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Hydrology and Earth System Sciences An interactive open-access journal of the European Geosciences Union
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© Author(s) 2019. This work is distributed under
the Creative Commons Attribution 4.0 License.
© Author(s) 2019. This work is distributed under
the Creative Commons Attribution 4.0 License.

  14 Oct 2019

14 Oct 2019

Review status
A revised version of this preprint is currently under review for the journal HESS.

Testing the truncation of travel times with StorAge Selection functions using deuterium and tritium as tracers

Nicolas B. Rodriguez1,2, Laurent Pfister1, Erwin Zehe2, and Julian Klaus1 Nicolas B. Rodriguez et al.
  • 1Catchment and Eco-Hydrology Research Group, Environmental Research and Innovation Department, Luxembourg Instituteof Science and Technology, Belvaux, Luxembourg
  • 2Institute of Water Resources and River Basin Management, Karlsruhe Institute of Technology, Karlsruhe, Germany

Abstract. Catchment travel time distributions (TTDs) are an efficient concept to summarize the time-varying 3-dimensional transport of water and solutes to an outlet in a single function of water age and to estimate catchment storage by leveraging information contained in tracer data (e.g. 2H and 3H). It is argued that the increasing use of the stable isotopes of O and H compared to tritium as tracers has truncated our vision of streamflow TTDs, meaning that the long tails associated with old water are neglected. However, the reasons for the truncation of the TTD tails are still obscured by methodological and data limitations. In this study, we went beyond these limitations and tested the hypothesis that streamflow TTDs calculated using only deuterium (2H) or only tritium (3H) are different. We similarly tested if the mobile catchment storage (derived from the TTDs) associated with each tracer is different. For this we additionally constrained a model successfully developed to simulate high-frequency stream deuterium measurements with about 30 stream tritium measurements over the same period (2015–2017). We used data from the forested headwater Weierbach catchment (42 ha) in Luxembourg. The streamflow TTDs were estimated in unsteady conditions by using both tracers coherently within a framework based on StorAge Selection (SAS) functions. We found equal TTDs and equal mobile storage between the 2H- and 3H-derived estimates. The truncation hypothesis was thus rejected. The small differences we found could be explained by the calculation uncertainties and by a limited sampling frequency for tritium. Using both stable and radioactive isotopes of H as tracers reduced the age and storage uncertainties. Although tritium and stable isotopes had redundant information about younger water, using both tracers better exploited the more specific information about longer ages that 3H inherently contains, and it could be even better in the next decades. The two tracers thus had overall different information contents. Tritium was however slightly more informative and cost-effective than stable isotopes for travel time analysis. We thus reiterate the call of Stewart et al. (2012) to measure tritium in the streams for travel time analysis, and emphasize the need for high-frequency tritium sampling in future studies to match the resolution in stable isotopes.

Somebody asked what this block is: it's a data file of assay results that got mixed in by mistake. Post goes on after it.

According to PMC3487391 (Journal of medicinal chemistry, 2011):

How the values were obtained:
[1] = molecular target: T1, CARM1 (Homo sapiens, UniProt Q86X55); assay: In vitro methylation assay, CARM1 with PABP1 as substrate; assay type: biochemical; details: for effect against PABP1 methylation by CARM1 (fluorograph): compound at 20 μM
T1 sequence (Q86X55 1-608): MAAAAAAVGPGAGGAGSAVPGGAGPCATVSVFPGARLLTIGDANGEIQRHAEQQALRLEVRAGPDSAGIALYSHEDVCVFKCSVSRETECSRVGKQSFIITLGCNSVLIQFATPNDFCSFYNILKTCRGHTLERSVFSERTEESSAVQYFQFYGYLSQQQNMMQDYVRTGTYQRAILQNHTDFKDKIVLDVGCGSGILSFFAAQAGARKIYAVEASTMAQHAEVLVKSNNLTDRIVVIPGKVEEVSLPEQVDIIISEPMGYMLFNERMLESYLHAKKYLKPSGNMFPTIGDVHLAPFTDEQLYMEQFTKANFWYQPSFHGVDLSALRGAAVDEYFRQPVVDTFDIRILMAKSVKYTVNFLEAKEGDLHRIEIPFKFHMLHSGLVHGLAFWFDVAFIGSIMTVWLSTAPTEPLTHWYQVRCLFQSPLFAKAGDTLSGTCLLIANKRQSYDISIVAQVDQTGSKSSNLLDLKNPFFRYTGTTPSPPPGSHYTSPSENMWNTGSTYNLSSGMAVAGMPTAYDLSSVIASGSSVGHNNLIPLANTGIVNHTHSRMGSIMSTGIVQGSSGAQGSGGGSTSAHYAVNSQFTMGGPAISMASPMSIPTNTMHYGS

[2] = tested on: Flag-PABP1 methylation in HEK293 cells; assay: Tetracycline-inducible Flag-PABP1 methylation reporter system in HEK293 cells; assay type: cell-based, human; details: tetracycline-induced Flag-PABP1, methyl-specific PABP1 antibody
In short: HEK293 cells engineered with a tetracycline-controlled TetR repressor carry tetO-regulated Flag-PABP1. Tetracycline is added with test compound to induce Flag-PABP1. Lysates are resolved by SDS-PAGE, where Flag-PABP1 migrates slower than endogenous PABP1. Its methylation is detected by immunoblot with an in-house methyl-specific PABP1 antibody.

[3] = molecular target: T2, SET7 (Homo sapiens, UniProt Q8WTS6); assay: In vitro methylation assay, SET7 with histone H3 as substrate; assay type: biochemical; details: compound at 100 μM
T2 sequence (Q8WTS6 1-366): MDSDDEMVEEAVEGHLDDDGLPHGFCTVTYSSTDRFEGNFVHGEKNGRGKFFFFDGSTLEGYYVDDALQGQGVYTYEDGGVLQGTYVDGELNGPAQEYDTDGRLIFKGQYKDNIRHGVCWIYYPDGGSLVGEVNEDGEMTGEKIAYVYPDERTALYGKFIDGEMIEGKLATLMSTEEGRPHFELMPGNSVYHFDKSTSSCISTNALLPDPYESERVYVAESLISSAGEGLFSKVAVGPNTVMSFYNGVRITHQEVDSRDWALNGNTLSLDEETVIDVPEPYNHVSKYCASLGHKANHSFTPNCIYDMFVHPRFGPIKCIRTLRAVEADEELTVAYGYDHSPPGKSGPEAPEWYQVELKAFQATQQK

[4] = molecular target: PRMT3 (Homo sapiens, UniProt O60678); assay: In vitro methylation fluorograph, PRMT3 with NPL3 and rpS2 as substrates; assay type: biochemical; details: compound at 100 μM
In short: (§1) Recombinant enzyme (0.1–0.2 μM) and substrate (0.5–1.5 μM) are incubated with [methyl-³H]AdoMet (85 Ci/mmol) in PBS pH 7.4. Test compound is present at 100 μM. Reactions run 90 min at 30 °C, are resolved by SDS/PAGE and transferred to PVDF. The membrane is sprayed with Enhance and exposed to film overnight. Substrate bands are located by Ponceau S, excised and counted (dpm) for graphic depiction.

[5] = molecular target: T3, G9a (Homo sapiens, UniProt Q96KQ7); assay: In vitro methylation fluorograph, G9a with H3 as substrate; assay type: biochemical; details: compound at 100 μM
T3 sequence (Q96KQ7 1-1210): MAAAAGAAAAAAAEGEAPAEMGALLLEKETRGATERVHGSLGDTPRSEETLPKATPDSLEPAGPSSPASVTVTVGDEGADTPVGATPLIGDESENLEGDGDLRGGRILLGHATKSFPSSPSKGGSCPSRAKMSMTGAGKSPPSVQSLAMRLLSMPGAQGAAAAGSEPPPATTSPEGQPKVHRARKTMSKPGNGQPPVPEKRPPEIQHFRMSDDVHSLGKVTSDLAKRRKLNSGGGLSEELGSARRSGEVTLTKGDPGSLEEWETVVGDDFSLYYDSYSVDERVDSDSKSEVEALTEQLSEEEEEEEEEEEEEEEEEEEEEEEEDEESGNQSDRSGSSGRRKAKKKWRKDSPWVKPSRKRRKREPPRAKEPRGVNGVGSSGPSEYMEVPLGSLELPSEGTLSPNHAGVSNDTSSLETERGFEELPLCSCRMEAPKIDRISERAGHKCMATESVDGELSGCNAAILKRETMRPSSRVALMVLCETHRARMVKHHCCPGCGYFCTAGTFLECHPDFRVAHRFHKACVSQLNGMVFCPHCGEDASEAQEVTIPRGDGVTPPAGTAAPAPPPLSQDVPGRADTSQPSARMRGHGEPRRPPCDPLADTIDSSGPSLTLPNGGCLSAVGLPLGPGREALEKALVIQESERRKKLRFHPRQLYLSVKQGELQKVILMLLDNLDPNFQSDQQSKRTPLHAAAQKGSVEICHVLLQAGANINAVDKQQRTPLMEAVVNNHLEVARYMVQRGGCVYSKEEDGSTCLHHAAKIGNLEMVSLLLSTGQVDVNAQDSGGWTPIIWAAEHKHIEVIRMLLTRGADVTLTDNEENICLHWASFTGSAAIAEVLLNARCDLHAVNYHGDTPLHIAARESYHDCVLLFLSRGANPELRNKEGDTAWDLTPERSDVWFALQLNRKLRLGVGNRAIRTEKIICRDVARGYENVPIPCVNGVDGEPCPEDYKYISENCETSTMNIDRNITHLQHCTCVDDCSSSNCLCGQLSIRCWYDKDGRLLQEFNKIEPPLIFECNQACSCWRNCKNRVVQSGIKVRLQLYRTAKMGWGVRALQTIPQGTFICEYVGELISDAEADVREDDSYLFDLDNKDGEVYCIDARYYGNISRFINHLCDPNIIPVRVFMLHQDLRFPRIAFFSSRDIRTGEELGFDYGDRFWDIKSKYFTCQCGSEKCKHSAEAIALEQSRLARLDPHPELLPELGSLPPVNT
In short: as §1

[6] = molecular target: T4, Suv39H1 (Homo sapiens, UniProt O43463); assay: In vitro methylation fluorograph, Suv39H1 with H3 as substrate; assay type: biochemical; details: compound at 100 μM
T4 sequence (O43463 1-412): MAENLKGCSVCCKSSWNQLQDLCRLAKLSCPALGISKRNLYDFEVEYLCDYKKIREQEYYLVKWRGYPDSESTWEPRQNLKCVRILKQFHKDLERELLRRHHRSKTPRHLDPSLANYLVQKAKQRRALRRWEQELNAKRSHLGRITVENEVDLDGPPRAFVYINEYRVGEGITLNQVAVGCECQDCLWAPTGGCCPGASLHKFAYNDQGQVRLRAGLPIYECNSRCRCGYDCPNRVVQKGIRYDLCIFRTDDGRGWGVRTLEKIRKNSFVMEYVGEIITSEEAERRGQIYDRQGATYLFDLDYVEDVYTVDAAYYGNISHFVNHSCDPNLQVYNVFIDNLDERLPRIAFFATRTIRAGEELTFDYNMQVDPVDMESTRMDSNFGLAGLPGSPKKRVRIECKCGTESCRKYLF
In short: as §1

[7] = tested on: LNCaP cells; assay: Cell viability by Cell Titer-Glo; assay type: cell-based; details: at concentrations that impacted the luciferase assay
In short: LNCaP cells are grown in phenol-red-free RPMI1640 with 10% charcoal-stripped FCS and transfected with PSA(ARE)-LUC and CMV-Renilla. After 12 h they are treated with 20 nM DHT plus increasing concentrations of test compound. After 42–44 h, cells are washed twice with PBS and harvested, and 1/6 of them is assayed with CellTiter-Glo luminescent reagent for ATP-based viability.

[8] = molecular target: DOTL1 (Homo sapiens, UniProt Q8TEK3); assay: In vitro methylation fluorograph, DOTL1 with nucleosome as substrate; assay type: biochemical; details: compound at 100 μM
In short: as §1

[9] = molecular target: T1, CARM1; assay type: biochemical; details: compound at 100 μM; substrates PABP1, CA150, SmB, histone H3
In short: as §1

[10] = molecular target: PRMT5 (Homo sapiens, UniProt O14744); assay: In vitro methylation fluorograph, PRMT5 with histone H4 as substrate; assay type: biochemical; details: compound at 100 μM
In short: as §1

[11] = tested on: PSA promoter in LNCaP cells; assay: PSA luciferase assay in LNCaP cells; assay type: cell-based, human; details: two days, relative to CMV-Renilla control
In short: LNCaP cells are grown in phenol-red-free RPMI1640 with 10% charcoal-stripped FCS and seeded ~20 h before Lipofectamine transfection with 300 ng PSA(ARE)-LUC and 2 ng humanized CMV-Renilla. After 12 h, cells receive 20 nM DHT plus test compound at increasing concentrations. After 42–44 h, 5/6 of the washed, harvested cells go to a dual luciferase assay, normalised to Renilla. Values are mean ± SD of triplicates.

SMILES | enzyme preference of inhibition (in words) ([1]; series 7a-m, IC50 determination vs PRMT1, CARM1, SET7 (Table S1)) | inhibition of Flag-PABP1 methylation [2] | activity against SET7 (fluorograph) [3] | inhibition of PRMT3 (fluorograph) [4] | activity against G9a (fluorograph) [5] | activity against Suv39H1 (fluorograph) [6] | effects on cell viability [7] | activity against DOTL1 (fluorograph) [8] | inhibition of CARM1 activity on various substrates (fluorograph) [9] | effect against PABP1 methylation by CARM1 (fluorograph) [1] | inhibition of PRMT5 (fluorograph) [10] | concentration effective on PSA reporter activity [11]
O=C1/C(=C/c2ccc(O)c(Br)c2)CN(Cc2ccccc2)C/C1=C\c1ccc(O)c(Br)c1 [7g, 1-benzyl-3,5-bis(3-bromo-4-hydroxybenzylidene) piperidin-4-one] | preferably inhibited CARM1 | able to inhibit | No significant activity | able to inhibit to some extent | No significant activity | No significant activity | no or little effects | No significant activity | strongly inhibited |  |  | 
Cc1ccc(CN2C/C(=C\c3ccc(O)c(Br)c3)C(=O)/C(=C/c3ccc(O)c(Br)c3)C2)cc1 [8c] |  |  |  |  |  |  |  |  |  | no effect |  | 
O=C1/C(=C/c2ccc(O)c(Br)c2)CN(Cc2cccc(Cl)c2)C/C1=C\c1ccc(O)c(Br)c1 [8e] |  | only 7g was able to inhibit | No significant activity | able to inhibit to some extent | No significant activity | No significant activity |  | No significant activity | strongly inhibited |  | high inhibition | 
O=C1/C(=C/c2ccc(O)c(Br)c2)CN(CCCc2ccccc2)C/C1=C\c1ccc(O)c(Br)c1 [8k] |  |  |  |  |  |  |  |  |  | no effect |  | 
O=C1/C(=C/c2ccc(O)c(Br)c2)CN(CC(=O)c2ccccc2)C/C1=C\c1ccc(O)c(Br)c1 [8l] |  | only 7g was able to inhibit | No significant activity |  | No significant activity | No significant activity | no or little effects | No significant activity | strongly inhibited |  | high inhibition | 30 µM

Nicolas B. Rodriguez et al.

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Nicolas B. Rodriguez et al.

Nicolas B. Rodriguez et al.


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Publications Copernicus
Short summary
Different parts of the water itself have often been used as tracers to determine the age of water in the streams. The “stable” tracers, such as deuterium, are thought to be unable to reveal old water compared to the radioactive tracer called tritium. We used both tracers measured in precipitation and in a stream in Luxembourg to show that this is not necessarily true. It is in fact advantageous to use the two tracers together, and we recommend to systematically use tritium in future studies.
Different parts of the water itself have often been used as tracers to determine the age of...